Seriously JAIL THE BANKSTERS makes me want to throw myself off a bridge.

BIG HOOS aka the steendriver, Tuesday, 15 May 2012 13:24 (1 year ago) Permalink

i don't even know where to put this:

http://www.bloomberg.com/news/2012-05-17/dental-abuse-seen-driven-by-private-equity-investments.html

almost too fucked up to comprehend

goole, Thursday, 17 May 2012 20:36 (1 year ago) Permalink

with each passing day I am more and more 'lol capitalism' (but also sad)

dayo, Thursday, 17 May 2012 22:42 (1 year ago) Permalink

kind of lol but mostly smash

BIG HOOS aka the steendriver, Thursday, 17 May 2012 22:46 (1 year ago) Permalink

i know it for true that plenty of med mal lawyers really don't like to sue dentists, though medicare/medicaid fraud is beyond the scope of private lawsuits.

Boris Kutyurkokhov (Eisbaer), Thursday, 17 May 2012 22:54 (1 year ago) Permalink

if i had a kid, who came home from school one day with a bunch of dental work i didn't know anything about, somebody would be taking a bat to the head by the end of that day

goole, Thursday, 17 May 2012 22:56 (1 year ago) Permalink

that story gives me freaky marathon man vibes.

s.clover, Friday, 18 May 2012 00:34 (1 year ago) Permalink

Ok so I know this isn't EXACTLY within the thread, but since this has kind of become the smart-people-explain-finance-related-stuff thread, can anyone explain a bit about what a Greece Euro exit would mean?

this guy's a gangsta? his real name's mittens. (Hurting 2), Wednesday, 23 May 2012 14:22 (1 year ago) Permalink

This is one of the more provocative scenarios I've read for a Greek Euro exit:

http://brontecapital.blogspot.com/2011/09/models-for-greek-sovereign-default.html

o. nate, Wednesday, 23 May 2012 18:08 (1 year ago) Permalink

wait i popped in here because the ows thread was getting too ideological for my taste but did somebody seriously just advocate for nationalizing investment banks?!?

the late great, Wednesday, 23 May 2012 18:26 (1 year ago) Permalink

nobody really knows what a greece euro exit would mean or how it would happen at the moment, i suspect. The new 'geuro' proposal (http://www.cnbc.com/id/47505085) strikes me as not completely insane and unworkable as a medium term solution that would probably just be a step towards ultimate euro exit.

s.clover, Wednesday, 23 May 2012 20:26 (1 year ago) Permalink

can anyone explain a bit about what a Greece Euro exit would mean?

― this guy's a gangsta? his real name's mittens. (Hurting 2), Wednesday, May 23, 2012 10:22 AM (6 hours ago) Bookmark Flag Post Permalink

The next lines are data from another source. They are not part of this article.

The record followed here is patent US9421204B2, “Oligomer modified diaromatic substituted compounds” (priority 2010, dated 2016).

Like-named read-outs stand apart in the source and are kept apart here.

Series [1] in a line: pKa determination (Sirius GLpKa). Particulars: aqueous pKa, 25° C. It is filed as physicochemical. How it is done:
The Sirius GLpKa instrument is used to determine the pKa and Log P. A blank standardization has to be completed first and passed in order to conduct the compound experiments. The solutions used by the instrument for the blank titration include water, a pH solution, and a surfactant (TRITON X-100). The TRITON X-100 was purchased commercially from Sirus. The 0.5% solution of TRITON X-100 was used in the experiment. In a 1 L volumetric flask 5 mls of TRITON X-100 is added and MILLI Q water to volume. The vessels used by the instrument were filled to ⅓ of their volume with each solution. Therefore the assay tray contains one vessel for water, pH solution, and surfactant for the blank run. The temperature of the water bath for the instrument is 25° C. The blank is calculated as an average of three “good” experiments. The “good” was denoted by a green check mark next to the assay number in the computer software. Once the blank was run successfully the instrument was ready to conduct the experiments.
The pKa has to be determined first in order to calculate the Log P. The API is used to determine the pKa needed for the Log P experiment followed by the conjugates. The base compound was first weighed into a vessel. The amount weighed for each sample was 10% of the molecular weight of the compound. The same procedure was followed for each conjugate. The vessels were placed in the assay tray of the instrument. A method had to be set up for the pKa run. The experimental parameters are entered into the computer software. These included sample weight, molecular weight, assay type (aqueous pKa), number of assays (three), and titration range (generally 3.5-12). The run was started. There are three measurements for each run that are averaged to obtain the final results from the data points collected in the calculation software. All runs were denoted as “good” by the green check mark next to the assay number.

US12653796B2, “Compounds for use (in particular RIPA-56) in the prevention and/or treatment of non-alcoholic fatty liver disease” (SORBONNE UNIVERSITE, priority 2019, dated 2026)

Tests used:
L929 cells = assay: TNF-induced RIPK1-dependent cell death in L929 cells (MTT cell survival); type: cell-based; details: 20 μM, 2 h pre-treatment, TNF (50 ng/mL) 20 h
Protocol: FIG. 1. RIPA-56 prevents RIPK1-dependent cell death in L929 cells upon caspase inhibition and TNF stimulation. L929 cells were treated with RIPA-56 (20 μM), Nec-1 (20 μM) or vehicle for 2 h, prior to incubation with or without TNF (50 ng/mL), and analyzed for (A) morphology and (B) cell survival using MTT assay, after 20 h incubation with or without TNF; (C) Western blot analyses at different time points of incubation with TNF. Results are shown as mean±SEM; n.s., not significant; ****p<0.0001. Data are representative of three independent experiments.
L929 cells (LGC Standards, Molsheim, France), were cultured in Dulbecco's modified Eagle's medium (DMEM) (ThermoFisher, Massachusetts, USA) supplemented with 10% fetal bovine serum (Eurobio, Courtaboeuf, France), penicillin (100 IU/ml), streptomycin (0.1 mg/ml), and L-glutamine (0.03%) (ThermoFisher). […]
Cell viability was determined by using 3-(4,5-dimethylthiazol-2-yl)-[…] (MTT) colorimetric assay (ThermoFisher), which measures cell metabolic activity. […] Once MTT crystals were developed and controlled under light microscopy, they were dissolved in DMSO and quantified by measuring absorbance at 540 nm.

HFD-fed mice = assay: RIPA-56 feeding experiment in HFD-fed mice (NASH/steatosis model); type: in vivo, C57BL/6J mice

most likely the end of the euro and the world

lag∞n, Wednesday, 23 May 2012 20:29 (1 year ago) Permalink

pretty good BBC Radio4 Analysis from February about what contingency plans might be put in place and how things might shake down if there's a Euro exit: http://www.bbc.co.uk/programmes/b01bwm1h

Fas Ro Duh (Gukbe), Wednesday, 23 May 2012 21:54 (1 year ago) Permalink

I don't find Yglesias on finance very convincing, somehow.

this guy's a gangsta? his real name's mittens. (Hurting 2), Wednesday, 23 May 2012 22:09 (1 year ago) Permalink

What you're hearing lately from the Powers That Be about the survivability of Greece leaving the eurozone is all about liquidity contagion. They're saying that balance sheets are arranged such that the direct financial losses are survivable. But what about fear? It's harder to assess, but anyone who's sanguine about this is either bluffing optimistically or deluded. Ground zero for fear is going to be Cyprus. Most people probably don't even know that Cyprus is an independent country at all, and if they do know anything about it what they know is that it's some kind of ethnic Greek proxy state. So if Greece is gone, so is Cyprus, which is basically part of Greece. And if one island is gone, then what about Malta? So Malta's down. Now Cyprus and Malta matter even less than Greece. But once the policy rule isn't "Greece is different" but "Greece and Malta and Cyprus are all different" then who really knows. Does anyone even know anything about Portugal? Again, not really. Except it's close to Spain! And so now Spain's melting down. Not because of losses on Greek debt, but because the Greek exit and subsequent collapse of Cyprus have us new information about the limits of the German political class' level of commitment to the eurozone and now everyone's alarmed.

The only way to halt the pattern is to provide some very clear and very salient informational point separating the countries that are exiting from the countries that aren't exiting. And that's hard to do.

Like this. Not very convincing. Whose fear are we talking about? The American public? The German public? Institutional bond investors?